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or diabolical

[dahy-uh-bol-ik] /ˌdaɪ əˈbɒl ɪk/
having the qualities of a devil; devilish; fiendish; outrageously wicked:
a diabolic plot.
pertaining to or actuated by a devil.
Origin of diabolic
1350-1400; Middle English diabolik (< Middle French) < Late Latin diabolicus < Greek diabolikós, equivalent to diábol(os) devil + -ikos -ic
Related forms
diabolically, adverb
diabolicalness, noun
hyperdiabolical, adjective
hyperdiabolically, adverb
hyperdiabolicalness, noun
nondiabolic, adjective
nondiabolical, adjective
nondiabolically, adverb
nondiabolicalness, noun
superdiabolical, adjective
superdiabolically, adverb
superdiabolicalness, noun Unabridged
Based on the Random House Dictionary, © Random House, Inc. 2015.
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Examples from the Web for diabolic
Historical Examples
  • He has many true inventions in the perilous and diabolic; he has many startling nightmares realised.

    Lay Morals Robert Louis Stevenson
  • He had charmed her from her home by the exercise of diabolic arts.

    A Black Adonis Linn Boyd Porter
  • This chanced to be the arm of Godfrey McCulloch, who seemed to wear a smile of diabolic sarcasm on his face.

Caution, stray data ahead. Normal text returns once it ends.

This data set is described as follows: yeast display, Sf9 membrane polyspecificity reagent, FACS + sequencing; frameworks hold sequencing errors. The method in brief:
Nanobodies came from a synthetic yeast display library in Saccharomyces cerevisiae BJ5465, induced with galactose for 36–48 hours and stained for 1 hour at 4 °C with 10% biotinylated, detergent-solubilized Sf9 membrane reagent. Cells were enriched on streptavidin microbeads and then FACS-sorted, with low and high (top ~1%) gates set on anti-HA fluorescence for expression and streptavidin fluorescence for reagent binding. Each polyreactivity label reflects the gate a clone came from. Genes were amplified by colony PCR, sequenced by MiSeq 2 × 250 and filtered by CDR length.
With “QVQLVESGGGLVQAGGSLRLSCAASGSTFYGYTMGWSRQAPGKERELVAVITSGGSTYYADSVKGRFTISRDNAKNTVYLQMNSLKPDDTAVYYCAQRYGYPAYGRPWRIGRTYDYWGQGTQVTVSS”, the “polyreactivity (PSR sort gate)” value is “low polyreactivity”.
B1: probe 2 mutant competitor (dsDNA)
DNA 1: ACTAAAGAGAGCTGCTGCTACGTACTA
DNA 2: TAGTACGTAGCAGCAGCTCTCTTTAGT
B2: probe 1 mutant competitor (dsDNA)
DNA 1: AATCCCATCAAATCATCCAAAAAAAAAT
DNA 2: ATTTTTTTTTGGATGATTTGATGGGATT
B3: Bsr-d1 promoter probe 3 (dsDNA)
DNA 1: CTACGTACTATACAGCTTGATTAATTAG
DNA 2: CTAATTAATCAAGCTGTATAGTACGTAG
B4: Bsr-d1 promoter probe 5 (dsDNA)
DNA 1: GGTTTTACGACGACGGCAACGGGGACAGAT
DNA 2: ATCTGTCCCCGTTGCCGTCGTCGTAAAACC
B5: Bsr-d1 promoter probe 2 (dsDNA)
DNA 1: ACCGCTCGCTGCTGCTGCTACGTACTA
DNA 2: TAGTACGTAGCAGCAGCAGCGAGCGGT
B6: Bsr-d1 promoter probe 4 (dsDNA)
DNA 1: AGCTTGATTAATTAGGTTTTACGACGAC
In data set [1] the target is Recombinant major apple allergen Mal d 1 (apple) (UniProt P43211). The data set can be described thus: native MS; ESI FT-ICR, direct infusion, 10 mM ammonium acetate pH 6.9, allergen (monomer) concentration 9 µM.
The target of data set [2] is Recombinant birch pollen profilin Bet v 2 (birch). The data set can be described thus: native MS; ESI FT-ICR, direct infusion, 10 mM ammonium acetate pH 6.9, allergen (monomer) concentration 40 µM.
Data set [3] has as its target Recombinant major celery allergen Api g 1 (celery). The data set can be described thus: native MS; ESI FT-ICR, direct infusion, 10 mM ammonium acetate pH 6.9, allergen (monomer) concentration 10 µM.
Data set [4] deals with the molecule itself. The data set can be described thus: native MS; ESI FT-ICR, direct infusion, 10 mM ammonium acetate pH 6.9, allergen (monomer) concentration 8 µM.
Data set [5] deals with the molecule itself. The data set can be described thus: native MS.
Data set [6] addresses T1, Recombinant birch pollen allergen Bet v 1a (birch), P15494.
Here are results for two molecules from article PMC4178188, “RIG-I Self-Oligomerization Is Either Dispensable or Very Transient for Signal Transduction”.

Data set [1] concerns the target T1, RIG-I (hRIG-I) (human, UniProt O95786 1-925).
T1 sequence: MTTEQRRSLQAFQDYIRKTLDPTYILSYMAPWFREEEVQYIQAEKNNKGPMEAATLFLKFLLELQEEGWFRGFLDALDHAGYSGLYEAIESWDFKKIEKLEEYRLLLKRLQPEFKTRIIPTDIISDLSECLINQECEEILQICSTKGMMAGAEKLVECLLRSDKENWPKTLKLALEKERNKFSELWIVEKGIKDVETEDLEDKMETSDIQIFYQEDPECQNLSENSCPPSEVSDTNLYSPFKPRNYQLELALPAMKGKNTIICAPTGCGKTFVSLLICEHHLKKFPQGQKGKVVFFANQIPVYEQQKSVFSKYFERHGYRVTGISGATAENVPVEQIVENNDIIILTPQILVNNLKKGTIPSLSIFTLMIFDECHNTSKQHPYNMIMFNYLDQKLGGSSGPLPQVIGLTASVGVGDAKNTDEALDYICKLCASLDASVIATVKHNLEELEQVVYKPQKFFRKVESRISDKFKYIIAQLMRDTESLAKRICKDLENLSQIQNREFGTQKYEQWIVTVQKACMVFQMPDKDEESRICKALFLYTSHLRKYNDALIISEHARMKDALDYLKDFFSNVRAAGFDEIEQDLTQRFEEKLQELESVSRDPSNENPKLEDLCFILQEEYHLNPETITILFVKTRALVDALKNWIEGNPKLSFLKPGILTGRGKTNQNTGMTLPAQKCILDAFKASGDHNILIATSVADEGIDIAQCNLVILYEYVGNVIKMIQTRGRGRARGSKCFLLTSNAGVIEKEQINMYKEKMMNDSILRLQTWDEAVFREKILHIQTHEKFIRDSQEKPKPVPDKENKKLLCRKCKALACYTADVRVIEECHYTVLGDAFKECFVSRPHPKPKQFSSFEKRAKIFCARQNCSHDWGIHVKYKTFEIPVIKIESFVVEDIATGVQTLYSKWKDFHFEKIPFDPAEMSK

Patsy S. R. Crockett
  • What diabolic jugglery was at work when the exchange was made?

  • It would seem, almost, as if a diabolic providence had prepared them for this very result.

  • Everybody watched with wonder this play, as of some large and diabolic toy.

    Romance Joseph Conrad and F.M. Hueffer
  • And this brings us to a more close consideration of the spirit of this book, characterized by our contemporary as "diabolic."

  • diabolic lore la Jules Dubois and other modern magi is profuse.

    Egoists James Huneker
  • The gulf is the difference between the angelic and the diabolic temperament.

    Man And Superman George Bernard Shaw
  • "I have nothing to do with the magic that is diabolic," said the offended enchanter.

    Calavar Robert Montgomery Bird
British Dictionary definitions for diabolic


of, relating to, or proceeding from the devil; satanic
befitting a devil; extremely cruel or wicked; fiendish
very difficult or unpleasant
Derived Forms
diabolically, adverb
diabolicalness, noun
Word Origin
C14: from Late Latin diabolicus, from Greek diabolikos, from diabolosdevil
Collins English Dictionary - Complete & Unabridged 2012 Digital Edition
© William Collins Sons & Co. Ltd. 1979, 1986 © HarperCollins
Publishers 1998, 2000, 2003, 2005, 2006, 2007, 2009, 2012
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Word Origin and History for diabolic

late 14c., from Old French diabolique (13c.), from Late Latin diabolicus, from Ecclesiastical Greek diabolikos "devilish," from diabolos (see devil (n.)).

Online Etymology Dictionary, © 2010 Douglas Harper
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